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What the Fork?!?! I can't even fit a 23 tire

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What the Fork?!?! I can't even fit a 23 tire

Old 01-25-23, 12:08 AM
  #51  
daka
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Let me pose this in another way - Two identical bikes are rolling down two identical grades. One grade has perfectly smooth pavement, the other is patched asphalt, cobblestone, chipseal, your choice, it doesn't matter as long as the imperfections aren't enough to flat the tire or bend the rim. Which bike will get to the bottom first? In another words, which bike is not getting a force vector opposite to the direction of travel, in the direction that would push the fork back?
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Old 01-25-23, 09:19 AM
  #52  
daka
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You know, if we were able to get together over a cup of coffee and do a sketch or two, we'd reach 100% agreement in just a few minutes. Here's another way to try and visualize my point - When a bike encounters a bump (any bump, it scales), the wheel has to roll up and over the obstruction. So picture in profile the front wheel against the 2 x 4 you mentioned earlier - Note that the point of contact has moved forward on the tire relative to where it was when the surface was smooth. So now, the spokes in tension are not the ones that are vertically aligned but those that are at, say, 11 o'clock or thereabouts. This translates to the direction of our force vector; looking at the orthogonal components, we have the vertical like we had before and we have a new horizontal component in the opposite direction of travel. The magnitudes of these go back to our discussion on mass and kinetic energy but we can ignore that for now, you should see there is a force vector component acting to pull the hub axles back and slow the bike, hence my ramblings in the post above this.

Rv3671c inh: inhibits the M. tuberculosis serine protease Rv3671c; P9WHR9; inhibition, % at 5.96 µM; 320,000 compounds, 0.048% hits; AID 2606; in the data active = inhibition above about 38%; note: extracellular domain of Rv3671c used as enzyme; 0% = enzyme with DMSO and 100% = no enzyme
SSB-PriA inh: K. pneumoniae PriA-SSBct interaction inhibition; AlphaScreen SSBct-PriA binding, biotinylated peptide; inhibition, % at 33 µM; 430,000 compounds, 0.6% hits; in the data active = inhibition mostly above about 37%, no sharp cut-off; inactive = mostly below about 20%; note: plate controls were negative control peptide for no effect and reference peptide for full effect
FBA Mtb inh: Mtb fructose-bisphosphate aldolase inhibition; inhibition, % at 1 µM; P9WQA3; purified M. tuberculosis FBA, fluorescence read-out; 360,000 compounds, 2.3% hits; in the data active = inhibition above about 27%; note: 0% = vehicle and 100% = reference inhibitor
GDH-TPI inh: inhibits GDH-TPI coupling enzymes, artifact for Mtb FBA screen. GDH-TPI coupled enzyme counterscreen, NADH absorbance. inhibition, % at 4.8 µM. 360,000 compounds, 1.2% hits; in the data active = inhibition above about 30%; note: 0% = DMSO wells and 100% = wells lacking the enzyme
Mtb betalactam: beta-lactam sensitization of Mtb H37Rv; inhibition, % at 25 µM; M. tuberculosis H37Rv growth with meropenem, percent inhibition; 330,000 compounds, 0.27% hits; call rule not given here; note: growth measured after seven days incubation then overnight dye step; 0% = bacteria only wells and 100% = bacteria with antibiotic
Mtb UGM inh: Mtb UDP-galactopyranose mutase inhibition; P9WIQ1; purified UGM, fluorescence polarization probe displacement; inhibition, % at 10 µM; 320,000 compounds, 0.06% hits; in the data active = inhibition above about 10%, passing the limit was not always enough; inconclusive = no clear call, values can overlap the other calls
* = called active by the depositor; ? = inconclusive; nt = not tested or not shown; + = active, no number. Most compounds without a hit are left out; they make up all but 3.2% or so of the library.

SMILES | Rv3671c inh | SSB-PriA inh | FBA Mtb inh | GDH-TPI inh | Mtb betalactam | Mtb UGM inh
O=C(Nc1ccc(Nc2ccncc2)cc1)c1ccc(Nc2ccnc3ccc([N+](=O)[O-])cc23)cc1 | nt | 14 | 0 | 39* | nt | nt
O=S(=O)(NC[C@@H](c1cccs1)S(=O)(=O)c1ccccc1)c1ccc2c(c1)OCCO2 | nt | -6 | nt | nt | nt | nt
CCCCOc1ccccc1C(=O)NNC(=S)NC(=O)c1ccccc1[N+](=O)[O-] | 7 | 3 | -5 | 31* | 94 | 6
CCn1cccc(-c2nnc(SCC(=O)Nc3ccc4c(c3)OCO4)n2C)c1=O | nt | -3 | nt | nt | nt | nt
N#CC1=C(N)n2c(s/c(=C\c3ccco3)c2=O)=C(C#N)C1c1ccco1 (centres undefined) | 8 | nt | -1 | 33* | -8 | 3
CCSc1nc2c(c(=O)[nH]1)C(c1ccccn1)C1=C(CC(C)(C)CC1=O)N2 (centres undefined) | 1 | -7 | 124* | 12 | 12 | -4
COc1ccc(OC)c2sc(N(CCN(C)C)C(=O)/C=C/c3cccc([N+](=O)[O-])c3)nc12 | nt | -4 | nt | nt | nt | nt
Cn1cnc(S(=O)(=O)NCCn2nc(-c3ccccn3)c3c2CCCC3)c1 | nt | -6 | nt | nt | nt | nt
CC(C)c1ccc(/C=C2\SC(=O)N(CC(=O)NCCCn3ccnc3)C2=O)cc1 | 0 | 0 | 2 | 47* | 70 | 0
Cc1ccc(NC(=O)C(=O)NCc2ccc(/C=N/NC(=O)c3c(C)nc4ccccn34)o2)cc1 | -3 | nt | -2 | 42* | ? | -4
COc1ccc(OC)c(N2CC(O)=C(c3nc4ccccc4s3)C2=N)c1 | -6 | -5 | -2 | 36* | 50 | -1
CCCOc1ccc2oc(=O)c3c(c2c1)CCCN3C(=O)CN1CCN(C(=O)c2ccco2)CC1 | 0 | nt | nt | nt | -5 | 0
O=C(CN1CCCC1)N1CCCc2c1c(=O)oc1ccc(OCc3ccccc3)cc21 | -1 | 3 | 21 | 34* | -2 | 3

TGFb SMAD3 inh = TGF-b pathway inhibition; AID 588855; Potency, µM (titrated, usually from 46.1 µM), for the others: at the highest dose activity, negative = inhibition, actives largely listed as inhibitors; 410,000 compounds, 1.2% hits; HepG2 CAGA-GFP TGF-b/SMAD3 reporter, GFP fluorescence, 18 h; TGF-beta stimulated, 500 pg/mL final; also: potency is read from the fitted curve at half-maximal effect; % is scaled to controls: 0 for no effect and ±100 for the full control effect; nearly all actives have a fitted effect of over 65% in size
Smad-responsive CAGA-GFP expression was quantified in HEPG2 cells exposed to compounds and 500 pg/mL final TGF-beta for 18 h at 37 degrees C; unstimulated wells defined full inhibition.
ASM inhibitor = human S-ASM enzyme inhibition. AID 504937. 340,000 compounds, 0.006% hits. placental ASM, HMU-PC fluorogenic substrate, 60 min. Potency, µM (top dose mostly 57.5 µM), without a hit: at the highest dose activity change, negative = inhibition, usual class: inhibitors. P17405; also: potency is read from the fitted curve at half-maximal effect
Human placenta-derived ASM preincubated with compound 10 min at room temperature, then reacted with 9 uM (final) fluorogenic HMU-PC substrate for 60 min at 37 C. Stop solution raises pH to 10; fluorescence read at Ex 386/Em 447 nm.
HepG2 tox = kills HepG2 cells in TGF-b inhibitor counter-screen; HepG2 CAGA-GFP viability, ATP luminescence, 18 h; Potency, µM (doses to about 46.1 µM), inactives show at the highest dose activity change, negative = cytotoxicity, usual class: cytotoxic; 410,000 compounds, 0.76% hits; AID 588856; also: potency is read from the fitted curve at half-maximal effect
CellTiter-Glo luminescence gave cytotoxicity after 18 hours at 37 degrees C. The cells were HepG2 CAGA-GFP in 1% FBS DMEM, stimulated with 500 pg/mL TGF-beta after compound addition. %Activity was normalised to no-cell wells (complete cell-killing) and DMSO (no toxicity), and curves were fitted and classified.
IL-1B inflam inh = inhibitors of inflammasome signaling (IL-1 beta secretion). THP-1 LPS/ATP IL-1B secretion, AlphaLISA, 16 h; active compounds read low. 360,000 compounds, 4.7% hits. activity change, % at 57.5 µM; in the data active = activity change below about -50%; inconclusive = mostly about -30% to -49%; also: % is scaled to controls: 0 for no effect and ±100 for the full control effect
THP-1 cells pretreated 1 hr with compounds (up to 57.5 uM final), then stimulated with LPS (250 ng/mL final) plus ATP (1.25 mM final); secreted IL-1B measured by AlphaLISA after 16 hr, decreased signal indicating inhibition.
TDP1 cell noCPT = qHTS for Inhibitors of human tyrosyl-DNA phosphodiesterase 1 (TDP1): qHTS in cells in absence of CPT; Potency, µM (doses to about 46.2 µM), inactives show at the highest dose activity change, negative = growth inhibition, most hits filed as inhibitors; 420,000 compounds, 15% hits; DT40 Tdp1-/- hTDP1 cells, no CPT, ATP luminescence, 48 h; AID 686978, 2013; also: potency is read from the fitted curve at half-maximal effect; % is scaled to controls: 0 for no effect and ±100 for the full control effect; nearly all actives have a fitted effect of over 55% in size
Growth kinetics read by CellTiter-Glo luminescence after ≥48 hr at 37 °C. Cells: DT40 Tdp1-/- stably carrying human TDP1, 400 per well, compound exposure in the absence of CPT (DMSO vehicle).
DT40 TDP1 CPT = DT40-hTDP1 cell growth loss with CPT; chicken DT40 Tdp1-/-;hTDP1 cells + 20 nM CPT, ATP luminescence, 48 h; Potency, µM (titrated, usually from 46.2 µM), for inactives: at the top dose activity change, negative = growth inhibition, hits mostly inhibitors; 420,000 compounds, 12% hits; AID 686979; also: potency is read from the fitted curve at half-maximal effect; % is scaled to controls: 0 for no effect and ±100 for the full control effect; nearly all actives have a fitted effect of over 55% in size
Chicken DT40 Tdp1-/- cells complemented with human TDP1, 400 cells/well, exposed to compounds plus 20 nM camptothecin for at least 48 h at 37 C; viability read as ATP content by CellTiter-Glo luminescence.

As you have pointed out, the reality of the situation is that (thanks to the head tube angle) we were already pushing the axle/fork forward due to the vertical, gravitationally aligned force so hitting a small bump may just reduce that momentarily since the magnitude is not great. But as the bumps get bigger and the relative magnitude of the horizontal component gets larger we could shift into bending the fork back, as happens when we strike something as large as a curb.
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